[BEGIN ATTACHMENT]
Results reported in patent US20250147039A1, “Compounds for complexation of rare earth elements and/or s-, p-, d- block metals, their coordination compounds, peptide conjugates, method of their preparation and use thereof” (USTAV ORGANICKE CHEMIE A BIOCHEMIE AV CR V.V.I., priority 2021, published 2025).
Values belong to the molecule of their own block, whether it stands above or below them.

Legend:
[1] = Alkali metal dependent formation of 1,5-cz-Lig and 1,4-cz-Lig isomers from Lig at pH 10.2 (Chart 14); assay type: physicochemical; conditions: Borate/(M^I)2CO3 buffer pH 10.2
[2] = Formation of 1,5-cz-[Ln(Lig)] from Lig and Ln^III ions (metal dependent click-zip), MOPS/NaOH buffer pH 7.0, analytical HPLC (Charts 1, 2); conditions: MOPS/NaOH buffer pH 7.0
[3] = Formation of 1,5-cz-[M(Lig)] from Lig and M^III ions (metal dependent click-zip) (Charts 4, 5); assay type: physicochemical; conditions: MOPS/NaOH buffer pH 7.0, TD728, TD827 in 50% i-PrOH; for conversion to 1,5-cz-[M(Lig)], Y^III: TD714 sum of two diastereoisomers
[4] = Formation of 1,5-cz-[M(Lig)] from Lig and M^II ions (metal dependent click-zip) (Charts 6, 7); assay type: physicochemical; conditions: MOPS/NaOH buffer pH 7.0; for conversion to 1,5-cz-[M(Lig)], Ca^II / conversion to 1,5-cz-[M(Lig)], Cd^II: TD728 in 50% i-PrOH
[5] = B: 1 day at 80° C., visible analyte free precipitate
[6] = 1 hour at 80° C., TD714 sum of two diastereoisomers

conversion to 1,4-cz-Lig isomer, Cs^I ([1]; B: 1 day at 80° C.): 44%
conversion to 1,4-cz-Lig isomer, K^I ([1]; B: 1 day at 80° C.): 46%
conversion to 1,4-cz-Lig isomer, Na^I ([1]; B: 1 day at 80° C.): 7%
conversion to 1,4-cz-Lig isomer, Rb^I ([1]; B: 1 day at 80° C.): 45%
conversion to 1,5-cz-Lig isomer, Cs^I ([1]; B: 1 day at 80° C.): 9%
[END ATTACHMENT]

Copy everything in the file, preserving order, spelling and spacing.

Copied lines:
Results reported in patent US20250147039A1, “Compounds for complexation of rare earth elements and/or s-, p-, d- block metals, their coordination compounds, peptide conjugates, method of their preparation and use thereof” (USTAV ORGANICKE CHEMIE A BIOCHEMIE AV CR V.V.I., priority 2021, published 2025).
Values belong to the molecule of their own block, whether it stands above or below them.

Legend:
[1] = Alkali metal dependent formation of 1,5-cz-Lig and 1,4-cz-Lig isomers from Lig at pH 10.2 (Chart 14); assay type: physicochemical; conditions: Borate/(M^I)2CO3 buffer pH 10.2
[2] = Formation of 1,5-cz-[Ln(Lig)] from Lig and Ln^III ions (metal dependent click-zip), MOPS/NaOH buffer pH 7.0, analytical HPLC (Charts 1, 2); conditions: MOPS/NaOH buffer pH 7.0
[3] = Formation of 1,5-cz-[M(Lig)] from Lig and M^III ions (metal dependent click-zip) (Charts 4, 5); assay type: physicochemical; conditions: MOPS/NaOH buffer pH 7.0, TD728, TD827 in 50% i-PrOH; for conversion to 1,5-cz-[M(Lig)], Y^III: TD714 sum of two diastereoisomers
[4] = Formation of 1,5-cz-[M(Lig)] from Lig and M^II ions (metal dependent click-zip) (Charts 6, 7); assay type: physicochemical; conditions: MOPS/NaOH buffer pH 7.0; for conversion to 1,5-cz-[M(Lig)], Ca^II / conversion to 1,5-cz-[M(Lig)], Cd^II: TD728 in 50% i-PrOH
[5] = B: 1 day at 80° C., visible analyte free precipitate
[6] = 1 hour at 80° C., TD714 sum of two diastereoisomers

conversion to 1,4-cz-Lig isomer, Cs^I ([1]; B: 1 day at 80° C.): 44%
conversion to 1,4-cz-Lig isomer, K^I ([1]; B: 1 day at 80° C.): 46%
conversion to 1,4-cz-Lig isomer, Na^I ([1]; B: 1 day at 80° C.): 7%
conversion to 1,4-cz-Lig isomer, Rb^I ([1]; B: 1 day at 80° C.): 45%
conversion to 1,5-cz-Lig isomer, Cs^I ([1]; B: 1 day at 80° C.): 9%